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Friday, 22 March, 2002, 17:30 GMT
Analysis: Public silence, private influence
Baroness Thatcher
Baroness Thatcher's views will still be heard
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By Nick Assinder
BBC News Online political correspondent
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There will, inevitably, be those who will be glad that Baroness Thatcher will never again make a public speech.

There will certainly be some in the Conservative Party who will be quietly relieved by the news.

It is absolutely the case that, like Sir Edward Heath before her - a comparison she will hate - she has cast a long shadow over the Tory party.

Her utterances are greeted by fellow Tories with either adulation or horror, but they are seldom ignored.

Rebuke

Successive leaders have attempted to move on from the Thatcher legacy but, thanks to her regular interventions, they have found it virtually impossible.

And, of course, there is still a large part of the Tory party that wishes she was still their leader and hang on her every word.

Only this week she embarrassed Tory leader Iain Duncan Smith with extracts from her latest book, which renews her assault on Europe.

That brought a stinging rebuke from shadow cabinet office minister Tim Collins who said it was time for her to bow out with a "thank you and good night".

Opinion divided

He may be regretting the timing of that comment now, but it echoed a widely held view in the upper ranks of the party.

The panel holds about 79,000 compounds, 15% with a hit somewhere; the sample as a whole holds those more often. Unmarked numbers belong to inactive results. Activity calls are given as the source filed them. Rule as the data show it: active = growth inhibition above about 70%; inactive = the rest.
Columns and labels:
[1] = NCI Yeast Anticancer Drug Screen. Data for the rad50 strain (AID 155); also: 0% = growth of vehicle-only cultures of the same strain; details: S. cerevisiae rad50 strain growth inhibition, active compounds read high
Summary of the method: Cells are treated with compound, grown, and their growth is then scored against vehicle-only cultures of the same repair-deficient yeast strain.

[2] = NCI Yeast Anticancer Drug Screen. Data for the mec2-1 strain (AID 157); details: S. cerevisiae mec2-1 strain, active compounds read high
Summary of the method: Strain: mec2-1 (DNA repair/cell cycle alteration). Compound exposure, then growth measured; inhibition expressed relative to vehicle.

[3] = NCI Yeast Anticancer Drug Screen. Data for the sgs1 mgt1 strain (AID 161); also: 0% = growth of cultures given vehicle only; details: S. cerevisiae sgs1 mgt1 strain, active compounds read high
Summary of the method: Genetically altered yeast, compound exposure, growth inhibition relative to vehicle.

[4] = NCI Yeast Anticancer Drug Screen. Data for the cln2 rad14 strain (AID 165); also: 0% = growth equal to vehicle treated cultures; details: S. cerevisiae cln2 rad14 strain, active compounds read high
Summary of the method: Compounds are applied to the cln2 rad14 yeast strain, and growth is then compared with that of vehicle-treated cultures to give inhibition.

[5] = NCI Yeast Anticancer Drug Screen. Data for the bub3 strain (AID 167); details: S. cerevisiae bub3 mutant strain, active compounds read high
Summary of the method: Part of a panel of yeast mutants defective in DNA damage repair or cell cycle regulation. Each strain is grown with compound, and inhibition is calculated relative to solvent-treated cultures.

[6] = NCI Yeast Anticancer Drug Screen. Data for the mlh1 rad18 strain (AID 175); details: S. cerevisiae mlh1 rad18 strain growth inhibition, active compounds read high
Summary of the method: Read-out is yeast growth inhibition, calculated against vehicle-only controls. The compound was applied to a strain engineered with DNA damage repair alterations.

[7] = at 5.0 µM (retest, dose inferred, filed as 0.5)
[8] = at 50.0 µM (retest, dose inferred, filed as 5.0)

There has always been a debate over whether, since her removal from office nearly 12 years ago, Lady Thatcher has been an asset or a liability to the party.

Opinion inside the party as a whole is clearly divided. It is less so in the leadership, which Mr Collins speaks for.

So there will be some relief that Mrs Thatcher's hold over the party is to be weakened.

None of her colleagues or her political enemies would wish to see her suffering ill health.

But there was always going to be a time when her influence finally waned, for whatever reason.

Motivated

And, it has to be said, many will think that, at 76, her retirement is long overdue.

Knowing Margaret Thatcher, however, it is safe to say that only something like a health scare was ever going to slow her down.

Equally, it is just not in her character to quietly disappear into the shadows. She is far too motivated for that to happen.

So, while there may be no more public speeches, there are any number of other ways the former prime minister will be able to make her views known.

It is still far too early to suggest this is the last we have heard from Margaret Thatcher.

See also:

22 Mar 02 | UK Politics
Thatcher's famous speeches
22 Mar 02 | UK Politics
Margaret Thatcher: Tory titan
22 Mar 02 | UK Politics
In pictures: Years of power
22 Mar 02 | Health
Minor strokes
19 Mar 02 | UK Politics
Thatcher cancels visits over illness
18 Mar 02 | UK Politics
Thatcher's Euro bombshell
13 Mar 02 | UK Politics
Thatcher rejects Falklands trip
18 Mar 02 | UK Politics
Thatcher urges 'retreat' from EU
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